Eye Movement Desensitization and Reprocessing (EMDR) therapy is an extensively researched, effective psychotherapy method proven to help people recover from trauma and other distressing life experiences, including PTSD, anxiety, depression, and panic disorders and more. EMDR (Eye Movement Desensitization and Reprocessing) combines dual attention to a traumatic memory with back and forth eye movements and alternating vibrations. EMDR appears to stimulate an intrinsic capacity of the human brain to resolve emotional disturbance and gain adaptive insights in a manner similar to what occurs spontaneously during dreaming (rapid eye movement) sleep. This sensory stimulation triggers an innate “investigatory response” in the brain that leads to adaptive neurophysiological changes.
This powerful psychotherapy approach has helped over an estimated two million people of all ages relieve many types of psychological distress. —Mark G. Doherty, CAE, Executive Director, EMDRIA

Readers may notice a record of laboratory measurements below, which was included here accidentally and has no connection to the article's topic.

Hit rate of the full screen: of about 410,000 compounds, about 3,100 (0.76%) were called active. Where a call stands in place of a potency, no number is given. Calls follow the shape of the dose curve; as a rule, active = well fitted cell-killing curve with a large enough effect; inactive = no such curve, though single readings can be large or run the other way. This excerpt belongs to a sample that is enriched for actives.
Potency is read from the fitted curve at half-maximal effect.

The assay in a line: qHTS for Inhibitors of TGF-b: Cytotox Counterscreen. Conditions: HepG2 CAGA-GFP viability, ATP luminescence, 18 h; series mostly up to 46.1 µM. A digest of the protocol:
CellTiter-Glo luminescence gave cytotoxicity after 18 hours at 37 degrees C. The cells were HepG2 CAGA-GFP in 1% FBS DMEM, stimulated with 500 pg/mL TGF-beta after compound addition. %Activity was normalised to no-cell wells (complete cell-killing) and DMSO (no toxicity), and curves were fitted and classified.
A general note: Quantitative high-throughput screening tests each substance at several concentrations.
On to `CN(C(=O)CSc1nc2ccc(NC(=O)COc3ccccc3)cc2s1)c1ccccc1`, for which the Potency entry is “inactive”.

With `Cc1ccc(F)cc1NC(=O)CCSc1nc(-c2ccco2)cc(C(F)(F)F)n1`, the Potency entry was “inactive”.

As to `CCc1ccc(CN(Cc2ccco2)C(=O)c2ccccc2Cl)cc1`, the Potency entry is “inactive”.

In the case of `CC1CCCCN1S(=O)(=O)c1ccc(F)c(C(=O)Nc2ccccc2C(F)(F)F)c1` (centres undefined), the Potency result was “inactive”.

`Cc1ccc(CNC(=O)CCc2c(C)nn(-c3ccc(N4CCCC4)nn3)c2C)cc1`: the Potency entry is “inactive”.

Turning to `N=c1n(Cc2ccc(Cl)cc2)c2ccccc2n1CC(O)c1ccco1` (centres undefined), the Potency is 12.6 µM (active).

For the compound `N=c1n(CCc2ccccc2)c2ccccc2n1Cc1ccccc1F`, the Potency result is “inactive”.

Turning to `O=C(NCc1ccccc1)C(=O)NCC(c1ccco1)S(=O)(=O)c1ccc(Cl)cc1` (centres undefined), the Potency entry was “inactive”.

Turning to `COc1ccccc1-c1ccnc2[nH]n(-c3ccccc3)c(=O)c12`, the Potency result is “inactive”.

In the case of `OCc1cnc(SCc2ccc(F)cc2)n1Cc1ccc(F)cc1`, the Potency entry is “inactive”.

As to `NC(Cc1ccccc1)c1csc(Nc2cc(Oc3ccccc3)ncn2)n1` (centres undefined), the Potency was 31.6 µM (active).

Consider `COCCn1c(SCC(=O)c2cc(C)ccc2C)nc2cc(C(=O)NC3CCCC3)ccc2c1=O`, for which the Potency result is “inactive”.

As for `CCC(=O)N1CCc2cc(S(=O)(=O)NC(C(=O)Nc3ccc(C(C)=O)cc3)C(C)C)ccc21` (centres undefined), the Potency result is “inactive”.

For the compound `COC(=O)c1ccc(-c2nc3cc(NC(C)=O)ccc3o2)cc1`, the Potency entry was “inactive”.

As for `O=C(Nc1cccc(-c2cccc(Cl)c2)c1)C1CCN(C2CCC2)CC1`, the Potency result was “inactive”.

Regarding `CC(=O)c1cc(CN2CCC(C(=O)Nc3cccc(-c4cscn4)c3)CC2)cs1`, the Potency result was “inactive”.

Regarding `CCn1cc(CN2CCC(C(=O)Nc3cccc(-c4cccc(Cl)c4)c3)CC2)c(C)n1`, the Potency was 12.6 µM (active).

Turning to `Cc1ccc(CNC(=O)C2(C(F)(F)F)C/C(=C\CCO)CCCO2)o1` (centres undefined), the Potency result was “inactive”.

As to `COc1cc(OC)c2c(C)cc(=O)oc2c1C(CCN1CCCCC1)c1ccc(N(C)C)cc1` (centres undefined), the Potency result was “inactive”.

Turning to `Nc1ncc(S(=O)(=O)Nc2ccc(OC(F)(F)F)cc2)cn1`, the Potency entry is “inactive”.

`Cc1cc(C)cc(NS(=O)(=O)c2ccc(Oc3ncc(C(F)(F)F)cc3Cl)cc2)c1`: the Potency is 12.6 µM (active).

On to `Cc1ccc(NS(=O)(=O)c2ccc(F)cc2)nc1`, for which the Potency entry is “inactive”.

The American Psychiatric Association, the U.S. Department of Defense and the U.S. Department of Veterans Affairs recognize EMDR as an empirically supported method of treatment for post-traumatic stress and other psychiatric disorders. These organizations have found EMDR to be a more rapid, efficient and comprehensive treatment than behavior therapy, biofeedback, active listening or standard cognitive and analytic treatments. In one study, after twelve EMDR treatment sessions, 77.7% of combat veterans treated no longer met criteria for PTSD.
I pair Dr. Robert Miller’s FSAP (feeling state addiction protocol) with EMDR for the rapid treatment of addiction. This short-term therapy effectively treats all addictions—such as sexual addictions, internet, food and substances, by deconstructing the positive feeling states which drive the addiction.